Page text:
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Fundamentalism and American Culture: The…
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Fundamentalism and American Culture: The Shaping of Twentieth-Century… (original 1982; edição 1982)

por George M. Marsden

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783520,818 (3.95)4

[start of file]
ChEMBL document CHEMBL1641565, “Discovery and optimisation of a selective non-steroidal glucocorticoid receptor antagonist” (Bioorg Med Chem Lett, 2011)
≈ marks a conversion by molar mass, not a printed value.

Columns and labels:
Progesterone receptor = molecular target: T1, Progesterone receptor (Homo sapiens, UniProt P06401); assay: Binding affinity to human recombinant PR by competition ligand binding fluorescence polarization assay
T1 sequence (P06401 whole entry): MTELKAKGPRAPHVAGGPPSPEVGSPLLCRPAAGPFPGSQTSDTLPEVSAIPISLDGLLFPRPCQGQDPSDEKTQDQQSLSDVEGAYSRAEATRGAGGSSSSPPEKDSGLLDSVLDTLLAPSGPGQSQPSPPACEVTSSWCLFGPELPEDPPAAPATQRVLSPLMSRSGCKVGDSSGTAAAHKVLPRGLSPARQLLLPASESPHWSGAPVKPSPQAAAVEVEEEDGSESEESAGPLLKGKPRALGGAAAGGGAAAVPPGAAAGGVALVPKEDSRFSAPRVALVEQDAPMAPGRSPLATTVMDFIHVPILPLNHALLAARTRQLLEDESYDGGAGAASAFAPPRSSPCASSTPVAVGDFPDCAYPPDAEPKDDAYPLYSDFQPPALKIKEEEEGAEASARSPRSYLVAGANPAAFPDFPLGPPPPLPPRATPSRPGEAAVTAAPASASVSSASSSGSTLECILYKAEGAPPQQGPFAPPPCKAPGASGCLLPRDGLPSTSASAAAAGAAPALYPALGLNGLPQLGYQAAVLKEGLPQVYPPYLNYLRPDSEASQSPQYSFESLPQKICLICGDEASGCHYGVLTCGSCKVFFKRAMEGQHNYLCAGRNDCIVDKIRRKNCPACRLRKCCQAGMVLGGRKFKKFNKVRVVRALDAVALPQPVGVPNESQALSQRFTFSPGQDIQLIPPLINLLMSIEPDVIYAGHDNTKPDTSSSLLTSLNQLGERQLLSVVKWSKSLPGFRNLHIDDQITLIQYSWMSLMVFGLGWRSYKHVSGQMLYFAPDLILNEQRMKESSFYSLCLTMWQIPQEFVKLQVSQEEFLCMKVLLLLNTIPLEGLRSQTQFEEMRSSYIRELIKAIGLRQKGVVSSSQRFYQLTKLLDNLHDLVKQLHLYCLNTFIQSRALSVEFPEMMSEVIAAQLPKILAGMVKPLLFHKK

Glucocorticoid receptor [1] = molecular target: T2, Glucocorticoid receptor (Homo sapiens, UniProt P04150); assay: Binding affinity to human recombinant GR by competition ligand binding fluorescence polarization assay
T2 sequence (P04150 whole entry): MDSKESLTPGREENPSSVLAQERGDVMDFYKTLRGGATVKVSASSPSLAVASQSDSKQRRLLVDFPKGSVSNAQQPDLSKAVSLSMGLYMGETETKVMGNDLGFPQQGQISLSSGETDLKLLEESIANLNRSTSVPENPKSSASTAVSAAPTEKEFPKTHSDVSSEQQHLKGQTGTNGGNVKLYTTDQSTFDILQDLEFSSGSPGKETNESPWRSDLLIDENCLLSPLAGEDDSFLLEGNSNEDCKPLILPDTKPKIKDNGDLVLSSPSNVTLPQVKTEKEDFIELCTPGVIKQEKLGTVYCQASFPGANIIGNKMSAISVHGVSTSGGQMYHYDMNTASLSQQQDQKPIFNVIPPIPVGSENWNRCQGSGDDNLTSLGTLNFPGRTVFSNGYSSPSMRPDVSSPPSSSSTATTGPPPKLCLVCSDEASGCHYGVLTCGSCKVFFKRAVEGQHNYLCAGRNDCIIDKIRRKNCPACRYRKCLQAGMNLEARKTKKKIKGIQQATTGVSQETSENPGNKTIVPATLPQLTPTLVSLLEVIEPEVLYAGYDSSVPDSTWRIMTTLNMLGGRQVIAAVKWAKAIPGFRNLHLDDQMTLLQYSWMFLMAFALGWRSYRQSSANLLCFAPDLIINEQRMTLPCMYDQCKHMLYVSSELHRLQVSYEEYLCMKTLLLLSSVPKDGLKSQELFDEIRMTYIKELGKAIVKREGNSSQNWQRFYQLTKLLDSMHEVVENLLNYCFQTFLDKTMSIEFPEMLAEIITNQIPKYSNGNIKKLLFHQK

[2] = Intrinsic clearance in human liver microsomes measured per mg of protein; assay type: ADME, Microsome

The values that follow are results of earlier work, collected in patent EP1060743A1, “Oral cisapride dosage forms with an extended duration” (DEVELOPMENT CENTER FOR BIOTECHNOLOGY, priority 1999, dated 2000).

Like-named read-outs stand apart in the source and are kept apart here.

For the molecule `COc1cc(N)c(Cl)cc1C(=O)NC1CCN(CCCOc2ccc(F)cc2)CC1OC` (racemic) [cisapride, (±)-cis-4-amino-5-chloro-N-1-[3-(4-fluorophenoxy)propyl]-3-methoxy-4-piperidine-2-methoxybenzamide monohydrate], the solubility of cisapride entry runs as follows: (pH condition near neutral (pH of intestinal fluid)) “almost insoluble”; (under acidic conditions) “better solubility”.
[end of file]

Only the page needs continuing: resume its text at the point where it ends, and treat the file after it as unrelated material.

Many American's today are taking note of the surprisingly strong political force that is the religious right. Controversial decisions by the government are met with hundreds of lobbyists, millions of dollars of advertising spending, and a powerful grassroots response. How has thefundamentalist movement managed to resist the pressures of the scientific community and the draw of modern popular culture to hold on to their ultra-conservative Christian views? Understanding the movement's history is key to answering this question. Fundamentalism and American Culture has longbeen considered a classic in religious history, and to this day remains unsurpassed. Now available in a new edition, this highly regarded analysis takes us through the full history of the origin and direction of one of America's most influential religious movements.For Marsden, fundamentalists are not just religious conservatives; they are conservatives who are willing to take a stand and to fight. In Marsden's words (borrowed by Jerry Falwell), "a fundamentalist is an evangelical who is angry about something." In the late nineteenth century AmericanProtestantism was gradually dividing between liberals who were accepting new scientific and higher critical views that contradicted the Bible and defenders of the more traditional evangelicalism. By the 1920s a full-fledged "fundamentalist" movement had developed in protest against theologicalchanges in the churches and changing mores in the culture. Building on networks of evangelists, Bible conferences, Bible institutes, and missions agencies, fundamentalists coalesced into a major protest movement that proved to have remarkable staying power.For this new edition, a major new chapter compares fundamentalism since the 1970s to the fundamentalism of the 1920s, looking particularly at the extraordinary growth in political emphasis and power of the more recent movement. Never has it been more important to understand the history offundamentalism in our rapidly polarizing nation. Marsden's carefully researched and engrossing work remains the best way to do just that.… (mais)